Why don't we live on a red planet?
"Why is the grass green?" a classic childhood question, with a classic answer, the chlorophyll pigments in plants reflect mostly green light. But why is the grass really green, and not red or brown? This has been a longstanding question for evolutionary biologists. The quandary is that when photosynthesis entered the eukaryotic domain through primary endosymbiosis, there were actually three players on equal footing: green algae (ultimately giving rise to plants), red algae (their pigment phycoerythrin reflects red light), and the poorly studied glaucophyte algae. So why did the terrestrial environment become green and not red? A bioinformatic study that relied on the largest collection of algal genome data yet assembled, was recently published in the Journal of Phycology by Huan Qiu (a research associate in the Bhattacharya lab) and collaborators that offers a solution to this problem: see also the accompanying piece written by Roscoff scientist and red algal expert, Jonas Collen. It turns out that red algae underwent a drastic phase of gene loss (i.e., known as genome reduction) after its split from green algae (see figure) during which 25% of its core genes were permanently shed. Not only was motility, conferred by the ubiquitous flagella and basal bodies lost but also highly conserved pathways for light sensing (phytochrome), signal transduction and molecular sorting (GPI-anchor biosynthesis; 22 genes), and protein degradation (autophagy; 17 genes). What sort of catastrophe results in such drastic genome streamlining? Qiu et al. posit that the ancestor of red algae survived an extremophilic phase during which they lived in a highly stressful environment (e.g., hot springs such as those found in Yellowstone National Park) that dictated a simplified lifestyle and a tiny genome essential for competing with other small-genomed microbes. Most amazingly, one of these specialized red algal lineages escaped this harsh environment and went on to become a highly successful assemblage of algae and seaweeds living in "normal" habitats such as ponds and the intertidal zone. Qiu et al. suggest that this escape act may have been fueled by horizontal gene transfers from bacteria, that partially compensated for the reduced gene inventory. Regardless, this ancient (> 1 billion years ago) genetic bottleneck likely put red algae at a significant disadvantage in the race for land. The green algae contained ca. 1,700 more genes back then and, as we know, went on to conquer the terrestrial environment. Therefore we are getting closer to understanding why the Earth is a "green" planet, although red and brown algae do quite well in aquatic environments. So, the next time you eat sushi, the wrap is the red alga named Porphyra, or eat ice cream containing carrageenan (extracted from red seaweeds), appreciate the surprising evolutionary path these species took to get to the marketplace, and why we live on a green planet.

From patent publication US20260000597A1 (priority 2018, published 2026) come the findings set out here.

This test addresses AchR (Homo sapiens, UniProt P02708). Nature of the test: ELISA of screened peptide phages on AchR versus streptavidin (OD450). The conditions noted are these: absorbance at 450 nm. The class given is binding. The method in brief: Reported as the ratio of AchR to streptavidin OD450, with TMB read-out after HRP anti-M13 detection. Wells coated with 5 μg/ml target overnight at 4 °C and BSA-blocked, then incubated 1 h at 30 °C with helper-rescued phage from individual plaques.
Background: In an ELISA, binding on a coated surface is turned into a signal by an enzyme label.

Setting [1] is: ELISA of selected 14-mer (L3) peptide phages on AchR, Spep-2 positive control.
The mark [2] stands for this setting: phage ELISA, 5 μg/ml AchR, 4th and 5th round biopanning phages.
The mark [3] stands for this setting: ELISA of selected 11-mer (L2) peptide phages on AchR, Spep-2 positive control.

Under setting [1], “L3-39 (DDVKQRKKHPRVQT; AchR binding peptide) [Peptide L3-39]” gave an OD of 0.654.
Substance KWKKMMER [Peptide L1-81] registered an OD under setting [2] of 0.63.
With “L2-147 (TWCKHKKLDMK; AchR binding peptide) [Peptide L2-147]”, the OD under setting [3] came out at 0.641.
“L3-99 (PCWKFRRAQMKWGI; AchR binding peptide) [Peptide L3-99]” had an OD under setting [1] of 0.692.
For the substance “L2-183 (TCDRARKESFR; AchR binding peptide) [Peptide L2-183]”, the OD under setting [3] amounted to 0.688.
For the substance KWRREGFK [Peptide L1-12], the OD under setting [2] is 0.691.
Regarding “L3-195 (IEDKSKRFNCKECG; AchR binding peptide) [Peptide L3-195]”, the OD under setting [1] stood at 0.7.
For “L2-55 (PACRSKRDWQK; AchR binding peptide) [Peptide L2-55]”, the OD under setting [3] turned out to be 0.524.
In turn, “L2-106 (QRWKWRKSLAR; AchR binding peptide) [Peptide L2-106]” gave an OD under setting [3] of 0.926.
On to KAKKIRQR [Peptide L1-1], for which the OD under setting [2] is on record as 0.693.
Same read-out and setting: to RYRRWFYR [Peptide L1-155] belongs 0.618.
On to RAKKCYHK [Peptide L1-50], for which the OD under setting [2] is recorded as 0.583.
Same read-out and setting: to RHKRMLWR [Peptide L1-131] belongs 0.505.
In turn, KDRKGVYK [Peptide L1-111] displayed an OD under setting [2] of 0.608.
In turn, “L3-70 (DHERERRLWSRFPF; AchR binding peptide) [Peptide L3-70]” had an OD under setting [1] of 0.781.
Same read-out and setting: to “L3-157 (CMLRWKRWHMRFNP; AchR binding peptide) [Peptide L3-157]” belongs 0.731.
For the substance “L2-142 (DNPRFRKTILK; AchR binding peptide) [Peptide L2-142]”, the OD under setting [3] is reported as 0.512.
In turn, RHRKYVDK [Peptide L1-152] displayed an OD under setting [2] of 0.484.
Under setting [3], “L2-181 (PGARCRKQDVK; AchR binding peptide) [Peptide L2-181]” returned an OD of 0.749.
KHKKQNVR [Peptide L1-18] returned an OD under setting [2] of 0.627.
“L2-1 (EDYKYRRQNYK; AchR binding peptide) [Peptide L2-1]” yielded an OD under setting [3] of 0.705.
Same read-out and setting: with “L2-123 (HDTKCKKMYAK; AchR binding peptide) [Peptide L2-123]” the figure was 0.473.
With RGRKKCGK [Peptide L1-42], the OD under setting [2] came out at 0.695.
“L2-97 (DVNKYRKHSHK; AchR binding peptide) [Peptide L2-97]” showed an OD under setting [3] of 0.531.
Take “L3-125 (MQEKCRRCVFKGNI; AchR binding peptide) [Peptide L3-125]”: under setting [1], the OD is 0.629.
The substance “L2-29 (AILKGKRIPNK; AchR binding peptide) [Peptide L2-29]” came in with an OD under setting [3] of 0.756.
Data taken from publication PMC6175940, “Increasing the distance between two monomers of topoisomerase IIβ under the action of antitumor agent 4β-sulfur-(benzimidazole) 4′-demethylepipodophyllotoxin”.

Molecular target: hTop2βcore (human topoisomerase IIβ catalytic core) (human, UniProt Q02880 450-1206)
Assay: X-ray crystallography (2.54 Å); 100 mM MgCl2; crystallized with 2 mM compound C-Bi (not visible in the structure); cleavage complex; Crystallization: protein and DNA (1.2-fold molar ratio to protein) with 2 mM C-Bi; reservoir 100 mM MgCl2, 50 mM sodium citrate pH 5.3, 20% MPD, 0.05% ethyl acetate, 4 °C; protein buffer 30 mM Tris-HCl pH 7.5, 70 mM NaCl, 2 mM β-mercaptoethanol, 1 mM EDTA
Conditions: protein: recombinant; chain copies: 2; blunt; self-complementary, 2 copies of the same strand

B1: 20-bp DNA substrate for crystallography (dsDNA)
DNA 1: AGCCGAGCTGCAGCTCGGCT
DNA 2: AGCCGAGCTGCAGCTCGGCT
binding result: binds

Qiu, H., D.C. Price, E.C. Yang, H.S. Yoon, and D. Bhattacharya (2015) Evidence of ancient genome reduction in red algae (Rhodophyta). Journal of Phycology 51:624-636. doi
Collen, J. (2015) Win some, lose some: genome evolution in red algae. Journal of Phycology 51:621-623. doi
Genome analysis provides estimates of the number of gene family gains and losses (gray numbers at each branch) in the red algae and green algae plus plants. Net gene family gains or losses are shown in black and blue text, respectively. Net gene family changes, when >600 are shown as proportionately sized numbers. The arrows indicate the two major phases of net gene loss in red algae. The major functional losses associated with each phase of genome reduction are also shown.